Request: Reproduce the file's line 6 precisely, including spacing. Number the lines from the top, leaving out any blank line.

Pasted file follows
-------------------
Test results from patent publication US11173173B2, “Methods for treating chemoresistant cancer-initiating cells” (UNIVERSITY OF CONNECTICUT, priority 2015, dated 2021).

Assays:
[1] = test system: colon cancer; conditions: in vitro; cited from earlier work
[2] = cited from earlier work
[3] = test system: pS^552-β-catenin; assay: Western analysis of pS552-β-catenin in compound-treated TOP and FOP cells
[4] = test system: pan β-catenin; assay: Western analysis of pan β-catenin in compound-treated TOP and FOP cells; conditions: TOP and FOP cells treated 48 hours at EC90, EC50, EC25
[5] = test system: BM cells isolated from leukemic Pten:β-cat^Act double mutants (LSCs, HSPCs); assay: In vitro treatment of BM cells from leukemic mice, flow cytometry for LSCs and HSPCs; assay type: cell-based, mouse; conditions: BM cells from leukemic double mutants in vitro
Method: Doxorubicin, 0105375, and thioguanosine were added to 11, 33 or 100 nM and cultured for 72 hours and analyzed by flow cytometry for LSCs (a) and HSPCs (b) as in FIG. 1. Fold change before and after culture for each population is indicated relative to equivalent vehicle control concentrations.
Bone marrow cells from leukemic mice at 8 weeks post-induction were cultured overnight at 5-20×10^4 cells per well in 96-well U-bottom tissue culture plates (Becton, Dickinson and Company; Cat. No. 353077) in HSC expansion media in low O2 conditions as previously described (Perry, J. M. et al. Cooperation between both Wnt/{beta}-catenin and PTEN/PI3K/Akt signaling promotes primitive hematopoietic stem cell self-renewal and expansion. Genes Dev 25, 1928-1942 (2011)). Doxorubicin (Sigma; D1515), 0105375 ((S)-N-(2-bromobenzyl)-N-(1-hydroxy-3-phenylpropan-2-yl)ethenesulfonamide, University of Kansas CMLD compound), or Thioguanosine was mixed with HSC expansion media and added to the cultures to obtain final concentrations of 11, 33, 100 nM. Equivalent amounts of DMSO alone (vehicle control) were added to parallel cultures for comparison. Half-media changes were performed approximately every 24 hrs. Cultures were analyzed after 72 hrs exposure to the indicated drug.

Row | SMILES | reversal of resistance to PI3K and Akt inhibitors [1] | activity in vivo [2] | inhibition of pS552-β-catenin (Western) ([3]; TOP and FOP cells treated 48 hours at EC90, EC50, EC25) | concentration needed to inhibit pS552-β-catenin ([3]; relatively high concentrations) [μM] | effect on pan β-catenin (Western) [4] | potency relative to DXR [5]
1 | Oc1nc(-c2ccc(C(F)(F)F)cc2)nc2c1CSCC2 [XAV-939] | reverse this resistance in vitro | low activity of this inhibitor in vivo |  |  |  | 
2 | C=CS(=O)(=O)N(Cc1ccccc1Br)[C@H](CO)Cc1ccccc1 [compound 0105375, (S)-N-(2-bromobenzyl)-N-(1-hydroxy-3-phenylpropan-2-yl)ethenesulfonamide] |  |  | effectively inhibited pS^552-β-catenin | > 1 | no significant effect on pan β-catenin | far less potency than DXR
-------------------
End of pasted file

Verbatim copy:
[4] = test system: pan β-catenin; assay: Western analysis of pan β-catenin in compound-treated TOP and FOP cells; conditions: TOP and FOP cells treated 48 hours at EC90, EC50, EC25